One of the most pictured places in the world, Los Angeles sees itself portrayed in images almost at the same rate it actively churns out more pictures of itself. Virginia Wilcox has managed to find a vantage point from which to look at the city from the outside while remaining on the inside. The photographs in her debut book, Arboreal, published by Deadbeat Club, are a view of Los Angeles through its parks. Not of its parks, of its trees, people, and skyline, but through them. They are not transparent, but quite the opposite. Looking through reveals everything in between; in between the branches of the trees, in between a man’s hands, and in between the pavement and the skyline. A skyline through which, reflected in one photograph of a mirror leaning against a tree, Los Angeles literally peers back at itself. The urban landscape and its remaining wilderness are left to consider each other and the tenuous co-existence they find themselves in.

Alex Nicholson: Can you pinpoint a specific moment that made you consider the potential of a series focused on the landscape of Los Angeles parks?
Virginia Wilcox: Like most of my projects, Arboreal is the product of wandering and looking. I started making these pictures during the first year of my MFA program at the University of Hartford. I initially drove all over the city making work in parks, from small flat parks and trails in The Valley overlooking residential housing to seemingly endless parks that offered views high above the city. I became transfixed by the wildness of these larger elevated parks where I felt a tension between the beautiful, formal landscape and interruptions of everyday objects like sewer drains, concrete pathways, and trash, all reminders from the sprawling city below. Once I had identified what called me to these places, I couldn’t stop going back.

Prior to that how and what were you photographing? Were you searching for a series or simply photographing what caught your eye and letting something grow naturally?
I have always considered myself a monogamous, project-based photographer, meaning that I work on one project at a time, and become fairly consumed by it. Each of my long-term projects has involved a consistent process: a place catches my eye and I wander around with or without the camera, simply observing. I start to shoot with no prescriptive subject, and upon processing and scanning the first 50 or so negatives I start to understand how the project is organically taking shape.

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Arboreal has been in the works for a while now. I find I go through these cycles of being excited about photos I'm taking, to really sick of looking at them, to excited again, to doubtful, and back again... What has been the experience of working on a project over an extended period of time?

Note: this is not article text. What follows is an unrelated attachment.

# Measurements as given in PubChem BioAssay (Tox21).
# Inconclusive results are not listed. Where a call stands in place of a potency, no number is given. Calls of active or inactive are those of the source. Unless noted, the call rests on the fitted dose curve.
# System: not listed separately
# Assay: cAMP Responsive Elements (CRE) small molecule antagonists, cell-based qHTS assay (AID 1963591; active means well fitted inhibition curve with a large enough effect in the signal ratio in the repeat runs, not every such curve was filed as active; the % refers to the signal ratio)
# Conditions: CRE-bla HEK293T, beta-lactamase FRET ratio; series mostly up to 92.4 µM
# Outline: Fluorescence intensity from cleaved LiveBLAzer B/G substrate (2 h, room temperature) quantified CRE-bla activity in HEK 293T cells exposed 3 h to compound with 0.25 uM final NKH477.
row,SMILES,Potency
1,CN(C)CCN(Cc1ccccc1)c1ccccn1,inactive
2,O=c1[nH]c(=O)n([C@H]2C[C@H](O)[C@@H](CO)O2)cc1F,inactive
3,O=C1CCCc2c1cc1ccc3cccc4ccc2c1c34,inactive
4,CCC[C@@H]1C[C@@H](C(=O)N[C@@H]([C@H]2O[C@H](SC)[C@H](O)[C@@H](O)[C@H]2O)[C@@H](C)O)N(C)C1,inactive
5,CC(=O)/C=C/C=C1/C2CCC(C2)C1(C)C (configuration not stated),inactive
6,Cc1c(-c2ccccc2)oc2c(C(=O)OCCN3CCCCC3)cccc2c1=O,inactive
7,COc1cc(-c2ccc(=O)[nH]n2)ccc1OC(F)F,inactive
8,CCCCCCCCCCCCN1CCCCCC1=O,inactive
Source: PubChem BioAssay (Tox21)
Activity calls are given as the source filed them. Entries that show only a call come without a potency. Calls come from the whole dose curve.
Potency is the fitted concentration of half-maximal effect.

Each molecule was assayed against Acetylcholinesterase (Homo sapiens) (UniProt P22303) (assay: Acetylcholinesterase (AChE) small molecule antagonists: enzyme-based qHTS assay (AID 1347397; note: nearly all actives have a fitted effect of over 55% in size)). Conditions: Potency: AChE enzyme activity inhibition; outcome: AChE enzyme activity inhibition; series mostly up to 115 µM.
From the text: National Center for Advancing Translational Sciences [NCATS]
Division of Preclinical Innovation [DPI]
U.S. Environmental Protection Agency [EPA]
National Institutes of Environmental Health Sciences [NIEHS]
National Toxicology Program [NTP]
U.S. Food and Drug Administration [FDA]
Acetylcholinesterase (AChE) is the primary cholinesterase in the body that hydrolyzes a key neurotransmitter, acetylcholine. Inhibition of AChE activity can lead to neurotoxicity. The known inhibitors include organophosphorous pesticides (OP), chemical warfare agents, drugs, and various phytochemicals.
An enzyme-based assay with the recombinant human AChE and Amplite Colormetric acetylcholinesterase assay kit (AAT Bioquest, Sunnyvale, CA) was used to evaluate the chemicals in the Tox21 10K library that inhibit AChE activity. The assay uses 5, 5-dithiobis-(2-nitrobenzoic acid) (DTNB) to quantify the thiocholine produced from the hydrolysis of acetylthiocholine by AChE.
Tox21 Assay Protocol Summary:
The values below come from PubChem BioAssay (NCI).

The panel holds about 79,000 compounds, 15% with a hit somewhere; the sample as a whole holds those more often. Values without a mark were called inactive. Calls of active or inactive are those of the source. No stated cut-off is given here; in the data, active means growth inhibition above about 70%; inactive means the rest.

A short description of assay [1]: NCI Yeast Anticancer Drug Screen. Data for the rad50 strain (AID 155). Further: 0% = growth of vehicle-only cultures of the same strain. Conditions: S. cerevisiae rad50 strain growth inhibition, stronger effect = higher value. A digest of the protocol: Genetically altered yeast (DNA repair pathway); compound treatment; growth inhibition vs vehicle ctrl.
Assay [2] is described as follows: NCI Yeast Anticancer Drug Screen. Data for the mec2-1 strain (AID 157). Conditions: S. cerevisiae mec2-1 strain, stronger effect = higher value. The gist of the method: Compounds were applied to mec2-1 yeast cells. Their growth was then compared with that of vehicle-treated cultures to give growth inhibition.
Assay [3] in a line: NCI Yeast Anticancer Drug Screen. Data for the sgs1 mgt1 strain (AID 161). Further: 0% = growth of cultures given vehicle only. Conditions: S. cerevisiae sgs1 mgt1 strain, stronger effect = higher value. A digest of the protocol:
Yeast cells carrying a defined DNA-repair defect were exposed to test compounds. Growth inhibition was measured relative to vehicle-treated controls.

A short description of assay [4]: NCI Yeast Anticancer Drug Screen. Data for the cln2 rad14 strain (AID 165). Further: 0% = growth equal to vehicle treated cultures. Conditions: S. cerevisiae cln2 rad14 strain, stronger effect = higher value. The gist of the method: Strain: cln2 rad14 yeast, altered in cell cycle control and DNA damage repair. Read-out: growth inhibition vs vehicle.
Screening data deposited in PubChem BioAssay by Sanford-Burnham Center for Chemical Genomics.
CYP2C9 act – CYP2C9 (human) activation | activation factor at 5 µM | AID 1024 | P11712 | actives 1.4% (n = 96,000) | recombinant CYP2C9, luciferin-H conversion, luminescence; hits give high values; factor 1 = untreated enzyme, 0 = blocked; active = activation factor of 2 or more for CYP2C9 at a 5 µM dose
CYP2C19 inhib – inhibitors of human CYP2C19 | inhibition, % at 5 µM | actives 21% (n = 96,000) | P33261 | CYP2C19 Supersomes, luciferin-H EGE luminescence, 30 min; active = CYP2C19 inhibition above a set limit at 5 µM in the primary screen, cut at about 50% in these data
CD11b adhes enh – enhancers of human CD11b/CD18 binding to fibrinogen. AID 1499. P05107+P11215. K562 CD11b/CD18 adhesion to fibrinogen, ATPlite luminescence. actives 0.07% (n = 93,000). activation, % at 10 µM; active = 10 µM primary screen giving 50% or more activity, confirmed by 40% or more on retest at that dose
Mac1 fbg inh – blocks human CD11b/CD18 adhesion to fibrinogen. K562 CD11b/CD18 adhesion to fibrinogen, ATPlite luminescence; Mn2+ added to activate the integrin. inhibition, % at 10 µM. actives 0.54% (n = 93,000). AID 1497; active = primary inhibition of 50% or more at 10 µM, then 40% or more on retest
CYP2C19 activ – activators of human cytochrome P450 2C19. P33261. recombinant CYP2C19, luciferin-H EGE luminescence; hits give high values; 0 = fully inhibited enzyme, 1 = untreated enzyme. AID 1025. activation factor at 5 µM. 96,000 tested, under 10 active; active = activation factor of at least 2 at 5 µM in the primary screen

I completely relate to that. Because I have been shooting this project for years, I have gone through many phases with these pictures. I fall in and out of love with certain images and obsess over new ones. I made an artist book of Arboreal in order to graduate from Hartford in 2017. That was a very different iteration of the work, consisting solely of landscapes. After graduating, I felt I could go back into the park and shoot more organically and without judgment. My newer pictures took on a more voyeuristic tone, focusing on human interactions with the landscape. I continued to shoot in this way for over a year but didn’t feel like the book was cemented until a few months into COVID when I photographed Roger, my second portrait subject in the book. He and Jesse Jesus, the subject with the orb in his hands, felt central to the story I was telling. Once I had both portraits in the mix, Clint Woodside (of Deadbeat Club) and I were able to delve into the editing process. And, in the circular nature of things, some of my earliest images that I had initially overlooked made their way into the final edit of the book. There is something important about this process of hiding images away from yourself and falling in love with them all over again.

I've been thinking about the fun I had as a kid and what I do as an adult that is fun in the same way. What aspect of photography is the most genuinely fun for you?
Making pictures, 100%. I live in a giant city and am often too busy for my own good, but when I am out with my camera that frenzied feeling melts away. This has been particularly true while creating Arboreal. The chatter of the world below dissipates and I am able to devote my attention to what I see through the ground glass. I still hear the freeway, but it is a distant, muffled sound, and all around me are trees and dirt paths. With each trip comes a new discovery, whether encountering a tree with branches bent over at the perfect angle or seeing a familiar scene in midday light.

Virginia Wilcox's Arboreal is available for pre-order via Deadbeat Club.